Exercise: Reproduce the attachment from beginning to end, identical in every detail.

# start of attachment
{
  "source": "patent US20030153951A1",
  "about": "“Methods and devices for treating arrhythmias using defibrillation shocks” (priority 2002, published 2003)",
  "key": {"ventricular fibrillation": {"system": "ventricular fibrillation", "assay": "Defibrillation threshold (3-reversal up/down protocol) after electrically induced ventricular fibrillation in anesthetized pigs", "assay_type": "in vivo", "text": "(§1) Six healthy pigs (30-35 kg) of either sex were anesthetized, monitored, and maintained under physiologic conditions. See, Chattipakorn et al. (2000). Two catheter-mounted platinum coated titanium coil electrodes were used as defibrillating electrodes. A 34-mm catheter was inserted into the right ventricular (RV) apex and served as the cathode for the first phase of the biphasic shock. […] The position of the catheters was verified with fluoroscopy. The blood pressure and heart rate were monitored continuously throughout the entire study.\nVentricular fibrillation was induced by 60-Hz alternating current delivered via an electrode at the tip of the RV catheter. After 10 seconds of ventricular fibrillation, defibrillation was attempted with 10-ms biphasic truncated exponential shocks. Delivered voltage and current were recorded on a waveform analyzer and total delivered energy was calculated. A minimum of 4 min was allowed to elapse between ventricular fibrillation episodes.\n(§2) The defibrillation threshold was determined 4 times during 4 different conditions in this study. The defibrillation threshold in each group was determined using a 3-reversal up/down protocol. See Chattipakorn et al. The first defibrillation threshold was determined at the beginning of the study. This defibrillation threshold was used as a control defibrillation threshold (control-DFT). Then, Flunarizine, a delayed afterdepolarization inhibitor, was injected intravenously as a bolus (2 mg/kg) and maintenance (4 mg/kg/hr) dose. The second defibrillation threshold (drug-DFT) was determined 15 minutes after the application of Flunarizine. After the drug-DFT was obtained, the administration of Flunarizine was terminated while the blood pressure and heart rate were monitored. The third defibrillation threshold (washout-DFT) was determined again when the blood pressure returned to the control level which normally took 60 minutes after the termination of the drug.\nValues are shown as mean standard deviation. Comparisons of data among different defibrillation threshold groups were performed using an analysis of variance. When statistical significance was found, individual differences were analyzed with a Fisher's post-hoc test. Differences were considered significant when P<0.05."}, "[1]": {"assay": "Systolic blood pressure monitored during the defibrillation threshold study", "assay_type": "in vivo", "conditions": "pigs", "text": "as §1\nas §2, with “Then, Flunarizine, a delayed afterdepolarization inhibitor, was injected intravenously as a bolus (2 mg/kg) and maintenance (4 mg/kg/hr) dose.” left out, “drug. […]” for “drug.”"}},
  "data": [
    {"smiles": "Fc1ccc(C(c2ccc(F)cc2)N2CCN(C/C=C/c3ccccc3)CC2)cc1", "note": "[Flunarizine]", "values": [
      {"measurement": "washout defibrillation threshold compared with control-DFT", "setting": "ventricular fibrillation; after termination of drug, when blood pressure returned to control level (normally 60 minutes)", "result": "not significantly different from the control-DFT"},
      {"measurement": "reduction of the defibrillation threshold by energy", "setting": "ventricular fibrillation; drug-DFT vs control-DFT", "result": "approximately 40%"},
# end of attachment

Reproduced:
{
  "source": "patent US20030153951A1",
  "about": "“Methods and devices for treating arrhythmias using defibrillation shocks” (priority 2002, published 2003)",
  "key": {"ventricular fibrillation": {"system": "ventricular fibrillation", "assay": "Defibrillation threshold (3-reversal up/down protocol) after electrically induced ventricular fibrillation in anesthetized pigs", "assay_type": "in vivo", "text": "(§1) Six healthy pigs (30-35 kg) of either sex were anesthetized, monitored, and maintained under physiologic conditions. See, Chattipakorn et al. (2000). Two catheter-mounted platinum coated titanium coil electrodes were used as defibrillating electrodes. A 34-mm catheter was inserted into the right ventricular (RV) apex and served as the cathode for the first phase of the biphasic shock. […] The position of the catheters was verified with fluoroscopy. The blood pressure and heart rate were monitored continuously throughout the entire study.\nVentricular fibrillation was induced by 60-Hz alternating current delivered via an electrode at the tip of the RV catheter. After 10 seconds of ventricular fibrillation, defibrillation was attempted with 10-ms biphasic truncated exponential shocks. Delivered voltage and current were recorded on a waveform analyzer and total delivered energy was calculated. A minimum of 4 min was allowed to elapse between ventricular fibrillation episodes.\n(§2) The defibrillation threshold was determined 4 times during 4 different conditions in this study. The defibrillation threshold in each group was determined using a 3-reversal up/down protocol. See Chattipakorn et al. The first defibrillation threshold was determined at the beginning of the study. This defibrillation threshold was used as a control defibrillation threshold (control-DFT). Then, Flunarizine, a delayed afterdepolarization inhibitor, was injected intravenously as a bolus (2 mg/kg) and maintenance (4 mg/kg/hr) dose. The second defibrillation threshold (drug-DFT) was determined 15 minutes after the application of Flunarizine. After the drug-DFT was obtained, the administration of Flunarizine was terminated while the blood pressure and heart rate were monitored. The third defibrillation threshold (washout-DFT) was determined again when the blood pressure returned to the control level which normally took 60 minutes after the termination of the drug.\nValues are shown as mean standard deviation. Comparisons of data among different defibrillation threshold groups were performed using an analysis of variance. When statistical significance was found, individual differences were analyzed with a Fisher's post-hoc test. Differences were considered significant when P<0.05."}, "[1]": {"assay": "Systolic blood pressure monitored during the defibrillation threshold study", "assay_type": "in vivo", "conditions": "pigs", "text": "as §1\nas §2, with “Then, Flunarizine, a delayed afterdepolarization inhibitor, was injected intravenously as a bolus (2 mg/kg) and maintenance (4 mg/kg/hr) dose.” left out, “drug. […]” for “drug.”"}},
  "data": [
    {"smiles": "Fc1ccc(C(c2ccc(F)cc2)N2CCN(C/C=C/c3ccccc3)CC2)cc1", "note": "[Flunarizine]", "values": [
      {"measurement": "washout defibrillation threshold compared with control-DFT", "setting": "ventricular fibrillation; after termination of drug, when blood pressure returned to control level (normally 60 minutes)", "result": "not significantly different from the control-DFT"},
      {"measurement": "reduction of the defibrillation threshold by energy", "setting": "ventricular fibrillation; drug-DFT vs control-DFT", "result": "approximately 40%"},